Appendix I:A-4. A-Weighted Network
The A-weighted network has become popular in the assessment of overall noise hazard because it is thought to provide a rating that indicates the injurious effects of noise on human hearing.
• The A-weighted sound level has been adopted as the measurement for assessing noise exposure by OSHA and the American Conference of Governmental Industrial Hygienists (ACGIH).
• The A-weighted sound levels have also been shown to provide reasonably good assessments of speech interference and community disturbance conditions, and have been adopted by the Environmental Protection Agency (EPA) for such purposes.
A graphical representation of the A-weighted network of sound level meters is shown below with the octave-band correction factors indicated.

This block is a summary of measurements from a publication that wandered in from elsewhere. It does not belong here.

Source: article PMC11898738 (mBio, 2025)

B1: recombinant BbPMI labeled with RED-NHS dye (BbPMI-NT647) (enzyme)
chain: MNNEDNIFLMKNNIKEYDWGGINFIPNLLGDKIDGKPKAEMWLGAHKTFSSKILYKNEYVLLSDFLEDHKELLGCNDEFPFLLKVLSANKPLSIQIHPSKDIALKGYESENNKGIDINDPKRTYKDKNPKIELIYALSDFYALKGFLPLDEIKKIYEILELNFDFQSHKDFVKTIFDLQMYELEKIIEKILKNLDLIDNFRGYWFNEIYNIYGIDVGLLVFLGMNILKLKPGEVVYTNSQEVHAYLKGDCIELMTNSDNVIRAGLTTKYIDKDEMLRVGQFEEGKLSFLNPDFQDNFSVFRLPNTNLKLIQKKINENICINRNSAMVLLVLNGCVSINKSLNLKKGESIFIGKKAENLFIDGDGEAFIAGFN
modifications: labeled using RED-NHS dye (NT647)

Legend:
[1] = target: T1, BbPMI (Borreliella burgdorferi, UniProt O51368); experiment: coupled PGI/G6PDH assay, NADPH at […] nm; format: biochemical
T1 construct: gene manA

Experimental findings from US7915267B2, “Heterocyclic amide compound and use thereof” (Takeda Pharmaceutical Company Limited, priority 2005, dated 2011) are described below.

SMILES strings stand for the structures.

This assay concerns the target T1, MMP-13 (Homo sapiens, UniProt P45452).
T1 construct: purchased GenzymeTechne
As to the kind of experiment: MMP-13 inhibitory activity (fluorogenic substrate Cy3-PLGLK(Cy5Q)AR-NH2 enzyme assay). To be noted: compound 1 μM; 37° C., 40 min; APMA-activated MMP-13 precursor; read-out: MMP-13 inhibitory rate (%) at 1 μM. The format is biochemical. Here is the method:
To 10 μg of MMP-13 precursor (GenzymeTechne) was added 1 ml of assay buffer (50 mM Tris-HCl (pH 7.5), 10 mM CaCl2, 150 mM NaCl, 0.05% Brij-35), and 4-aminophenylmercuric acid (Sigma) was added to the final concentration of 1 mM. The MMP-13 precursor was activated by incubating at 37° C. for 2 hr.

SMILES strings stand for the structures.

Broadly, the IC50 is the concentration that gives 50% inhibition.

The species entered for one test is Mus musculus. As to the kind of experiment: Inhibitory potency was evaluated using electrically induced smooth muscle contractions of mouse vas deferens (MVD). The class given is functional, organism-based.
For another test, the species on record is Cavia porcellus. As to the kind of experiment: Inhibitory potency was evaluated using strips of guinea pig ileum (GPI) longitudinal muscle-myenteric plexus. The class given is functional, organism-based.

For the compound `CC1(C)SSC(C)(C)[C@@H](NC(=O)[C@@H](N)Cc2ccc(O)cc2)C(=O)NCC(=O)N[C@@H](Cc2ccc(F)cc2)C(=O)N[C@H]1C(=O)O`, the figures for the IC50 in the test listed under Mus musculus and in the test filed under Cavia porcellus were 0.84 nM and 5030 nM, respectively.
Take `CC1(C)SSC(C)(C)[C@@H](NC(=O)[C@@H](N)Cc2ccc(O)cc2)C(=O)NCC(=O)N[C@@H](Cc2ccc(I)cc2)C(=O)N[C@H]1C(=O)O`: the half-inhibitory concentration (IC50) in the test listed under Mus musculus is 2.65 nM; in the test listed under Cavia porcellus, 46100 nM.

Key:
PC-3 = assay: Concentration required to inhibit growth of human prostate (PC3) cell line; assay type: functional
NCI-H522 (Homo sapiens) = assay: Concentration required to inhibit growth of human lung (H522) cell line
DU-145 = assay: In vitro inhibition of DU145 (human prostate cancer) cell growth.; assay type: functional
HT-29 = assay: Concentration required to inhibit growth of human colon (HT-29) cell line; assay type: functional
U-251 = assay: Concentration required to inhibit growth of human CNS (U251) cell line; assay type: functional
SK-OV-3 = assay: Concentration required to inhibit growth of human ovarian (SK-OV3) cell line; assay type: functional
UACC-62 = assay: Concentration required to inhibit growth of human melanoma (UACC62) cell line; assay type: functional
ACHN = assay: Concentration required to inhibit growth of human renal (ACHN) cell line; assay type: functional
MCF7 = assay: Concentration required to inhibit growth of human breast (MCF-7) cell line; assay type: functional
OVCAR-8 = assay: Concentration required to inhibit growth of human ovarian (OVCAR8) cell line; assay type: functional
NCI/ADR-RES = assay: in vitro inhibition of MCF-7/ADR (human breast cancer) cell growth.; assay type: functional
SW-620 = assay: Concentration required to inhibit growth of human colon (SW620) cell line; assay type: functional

Calculating the Equivalent A-Weighted Sound Level

There are occasions when it is necessary to convert a set of octave band sound pressure levels into an equivalent A-weighted sound level. This is easily done by applying the A-scale correction factors for the nine standard octave center frequencies and combining the corrected values by decibel addition. The A-scale correction factors are the values of the A-weighting network at the center of each particular octave band. The resulting value is designated the A-weighted sound level (dBA).
Example:
 Octave Band Center Frequency (Hz) Example Lp A-Scale Correction Factor (dB) Corrected Values (dB) 31.5 94 -39 55 63 95 -26 69 125 92 -16 76 250 95 -9 86 500 97 -3 94 1,000 97 0 97 2,000 102 +1 103 4,000 97 +1 98 8,000 92 -1 91
The A-weighted sound level can now be calculated by combining the corrected band levels:
LA = 10 log10 (S 10Li/10) LA = 10 log (105.5 + 106.9 + 107.6 + 108.6 + 109.4 + 109.7 + 1010.3 + 109.8 + 109.1) = 105 dBA

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